Toward the end of Side Show, the haunting musical now at the La Jolla Playhouse, Emily Padgett does a simple, graceful pirouette, a basic dance twirl that can read as joy, freedom, determination… something along those lines.
Here, in a dream sequence, it is a final, crushing delivery of raw poignancy. Because Daisy Hilton, the character played by Miss Padgett, will never do a pirouette. She is permanently joined at her left hip, by flesh and bone, to the right hip of her twin sister Violet.
The musical, by Bill Russell and Henry Krieger, is based on the lives and joint career of the real Hilton sisters (1908-1969) who spent most of their lives on display, in pubs, pit shows, wax museums and freak shows around their native England and, later, in concert halls and theatres around Europe and Australia. In America, they were popular in vaudeville, less so in movies and ultimately, forgotten in a Southern backwater where they worked as grocery clerks until their death from the Hong Kong flu.
The Russell-Krieger musical was a Broadway flop in 1997 but it endured as an off-beat revival item which attracted the attention of Hollywood director Bill Condon, who had turned an earlier Broadway show – Dreamgirls – into a successful film. Fortunately for the Playhouse and its audiences, the three decided on a stage redo, with Condon directing and supplying some new book material, instead of a film.
Despite its deep show business roots, the subject seems an odd choice for a romantic musical. With the most compassionate will in the world it’s still hard to subdue the smutty innuendos. In life, both twins had failed marriages and Daisy gave birth to a son. So how, goes the irresistible question, did that work? There’s even a crudely saucy vaudeville number – “1+1=3” – that invites speculation.
Wherever each auditor’s curiosity falls on the spectrum from compassionate to creepy, the authors don’t even try to dodge the snickers but instead use the tensions as flavoring. This is reality for the people in this story so, what’s next?
It’s a miserable life at best, haunted by compromises that cannot be avoided. Despite a childhood of cruelty and exploitation that would make Dickens wince, Violet and Daisy turn into sweet girls headlining a carnival sideshow with fellow “curiosities” in less permanent roles – tattooed lady, reptile man, the geek who bites off chicken heads, the king of the cannibals – all of whom have hearts of gold. Except the boss, of course, played with smarmy glee by Robert Joy as a classic exploitive monster.
Arriving to take the girls away from all this is a square-shooting promoter, blackballed from Broadway for undisclosed indiscretions, and his dreamy choreographer sidekick. After a confrontation (and a couple of songs) the girls leave behind their sorrowful colleagues and the Only Home They’ve Ever Known to seek their fortunes.
It is, in short, a polished plot from the fairy tale locker with the usual assortment of stereotypical characters just waiting for the specifics of this latest version. Except for one problem: that fleshly link that gives them their act in exchange for their fates.
Medical remedies have been developed more recently but there apparently wasn’t much chance of successfully dividing the girls back in the day, an option explored in a number called “Cut Them Apart,” where a squad of bewhiskered sawbones right out of a Marx Brothers movie menace them in shadow play.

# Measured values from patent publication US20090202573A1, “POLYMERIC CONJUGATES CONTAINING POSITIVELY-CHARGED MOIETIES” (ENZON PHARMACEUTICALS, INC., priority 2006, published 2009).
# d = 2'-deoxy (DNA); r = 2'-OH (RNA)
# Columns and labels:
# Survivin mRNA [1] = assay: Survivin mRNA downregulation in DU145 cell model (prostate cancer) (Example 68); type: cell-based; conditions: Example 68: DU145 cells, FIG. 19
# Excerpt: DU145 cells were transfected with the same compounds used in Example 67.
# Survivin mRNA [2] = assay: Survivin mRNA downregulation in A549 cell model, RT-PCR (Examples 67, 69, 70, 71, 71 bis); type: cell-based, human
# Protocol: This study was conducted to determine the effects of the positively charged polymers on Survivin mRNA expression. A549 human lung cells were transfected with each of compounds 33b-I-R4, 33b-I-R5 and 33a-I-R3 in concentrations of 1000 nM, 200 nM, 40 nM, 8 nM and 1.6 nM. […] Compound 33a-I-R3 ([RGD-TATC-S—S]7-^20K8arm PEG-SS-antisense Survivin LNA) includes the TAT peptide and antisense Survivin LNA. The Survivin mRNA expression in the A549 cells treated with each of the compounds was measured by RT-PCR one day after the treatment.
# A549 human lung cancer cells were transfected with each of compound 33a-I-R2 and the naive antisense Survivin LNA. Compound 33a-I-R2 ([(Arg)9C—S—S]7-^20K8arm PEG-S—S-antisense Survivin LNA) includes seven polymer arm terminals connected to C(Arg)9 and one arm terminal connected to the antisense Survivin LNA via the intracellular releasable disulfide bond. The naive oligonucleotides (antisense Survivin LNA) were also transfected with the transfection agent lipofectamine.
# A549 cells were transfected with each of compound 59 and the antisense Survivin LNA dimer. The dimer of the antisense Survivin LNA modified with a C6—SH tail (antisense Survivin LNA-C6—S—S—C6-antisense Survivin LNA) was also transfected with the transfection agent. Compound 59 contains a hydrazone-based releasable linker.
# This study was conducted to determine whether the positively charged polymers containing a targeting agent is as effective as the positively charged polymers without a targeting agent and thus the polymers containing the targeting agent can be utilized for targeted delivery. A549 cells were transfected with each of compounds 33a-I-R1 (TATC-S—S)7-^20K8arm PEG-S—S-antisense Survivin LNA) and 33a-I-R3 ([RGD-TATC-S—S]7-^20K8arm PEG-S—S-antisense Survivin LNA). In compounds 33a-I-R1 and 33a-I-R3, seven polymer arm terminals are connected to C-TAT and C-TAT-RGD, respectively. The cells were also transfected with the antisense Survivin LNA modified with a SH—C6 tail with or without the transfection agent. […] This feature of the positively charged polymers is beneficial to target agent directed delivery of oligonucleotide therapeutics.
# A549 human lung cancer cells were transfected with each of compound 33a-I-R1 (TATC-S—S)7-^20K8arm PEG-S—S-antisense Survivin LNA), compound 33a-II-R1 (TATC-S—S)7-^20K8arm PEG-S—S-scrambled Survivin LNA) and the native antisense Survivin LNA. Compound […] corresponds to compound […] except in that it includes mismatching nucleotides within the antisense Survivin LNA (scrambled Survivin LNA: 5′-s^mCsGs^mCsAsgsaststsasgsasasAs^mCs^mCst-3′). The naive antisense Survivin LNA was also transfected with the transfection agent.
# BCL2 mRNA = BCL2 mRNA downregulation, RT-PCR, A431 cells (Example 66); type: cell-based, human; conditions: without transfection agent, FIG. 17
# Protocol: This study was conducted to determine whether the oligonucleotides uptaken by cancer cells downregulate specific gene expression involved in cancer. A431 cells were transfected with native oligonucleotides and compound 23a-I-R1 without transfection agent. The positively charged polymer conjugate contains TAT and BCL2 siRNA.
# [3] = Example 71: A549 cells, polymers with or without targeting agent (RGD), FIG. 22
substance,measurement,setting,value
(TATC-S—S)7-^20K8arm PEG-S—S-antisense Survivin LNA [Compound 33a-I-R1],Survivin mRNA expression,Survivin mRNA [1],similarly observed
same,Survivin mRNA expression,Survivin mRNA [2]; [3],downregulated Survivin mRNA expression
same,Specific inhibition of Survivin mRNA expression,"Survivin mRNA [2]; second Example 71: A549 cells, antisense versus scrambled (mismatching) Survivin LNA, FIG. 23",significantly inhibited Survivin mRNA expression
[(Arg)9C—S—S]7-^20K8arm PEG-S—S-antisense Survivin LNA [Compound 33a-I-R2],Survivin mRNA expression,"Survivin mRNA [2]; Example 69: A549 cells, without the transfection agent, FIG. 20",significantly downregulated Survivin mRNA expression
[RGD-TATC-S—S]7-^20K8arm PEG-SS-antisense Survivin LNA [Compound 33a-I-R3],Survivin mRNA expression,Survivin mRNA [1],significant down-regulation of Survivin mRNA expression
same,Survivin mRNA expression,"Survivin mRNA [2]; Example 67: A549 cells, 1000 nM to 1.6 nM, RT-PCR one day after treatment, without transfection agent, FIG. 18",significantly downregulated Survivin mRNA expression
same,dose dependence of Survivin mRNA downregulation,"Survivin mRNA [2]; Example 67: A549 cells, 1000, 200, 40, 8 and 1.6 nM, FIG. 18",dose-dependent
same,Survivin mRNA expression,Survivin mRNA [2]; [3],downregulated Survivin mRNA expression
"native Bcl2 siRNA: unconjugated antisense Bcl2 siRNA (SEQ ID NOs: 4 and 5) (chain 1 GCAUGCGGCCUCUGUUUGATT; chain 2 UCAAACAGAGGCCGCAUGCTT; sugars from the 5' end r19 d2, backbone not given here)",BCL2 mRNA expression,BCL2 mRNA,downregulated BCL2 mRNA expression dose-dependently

And, of course, there’s the (mostly) unacknowledged reality that, separated, they’d just be two more pretty girl of modest talent. So they are forced to face the reality that their status is permanent and their relationships with other are, for a variety of reasons, doomed to fall away, incomplete. Even when their big break comes along, it’s featured roles in Tod Browning’s notorious 1932 horror film Freaks, banned in the USA for 30 years.
The journey is melancholy but stuffed with philosophical potential, if the sheer mechanics of the situation can be got past. So that’s the job of this company.
In addition to dealing with the queasy subject matter, Condon also faced some unusual staging problems. His two leading actors must always be together, same side to, facing the same direction. There are no ways to keep secrets, to hide anything, to work out individual moments. Not insurmountable but certainly restrictive. By far the best solutions are found in the show’s most rousing and successful musical number, a triumphant vaudeville spectacular titled “Brother! Brother” that features the girls, their two dance partners and a couple of other boys. Congratulations and top marks to choreographer Anthony van Laast.
In fact, congratulations all around. Krieger’s music is solidly serviceable, though clunkier in execution that the many musical hands listed might forecast. Russell’s words avoid the traps of leering and sarcasm, sticking mostly to straightforward sub-melodramatic exchanges. (Not always. “I’m well-connected,” says the promoter. “So are we,” says one of the twins.)
Paul Tazewell’s costumes, relying heavily on some prostheses and makeup for the side show acts, are terrific and even moving. David Rockwell’s scenery gives plenty of room for scampering about in a backstage fantasy.
Miss Padgett and Erin Davie, as Violet, the other sister, are pleasantly matched and patiently content in their enforced stasis. Mathew Hydzik is graceful and touchy as Violet’s partner and Manoel Felciano is convincing as the promoter who sees beyond the grotesquerie to the beauty of the sisters.
There are plenty other good performances, both ensemble and individual, but it’s impossible not to single out David St. Louis, impressive as that cannibal king but far more so as a stern, straight-shooting admirer and protector. He leads the whole acting company in spreading a solemn dignity that much enhances and deepens the project.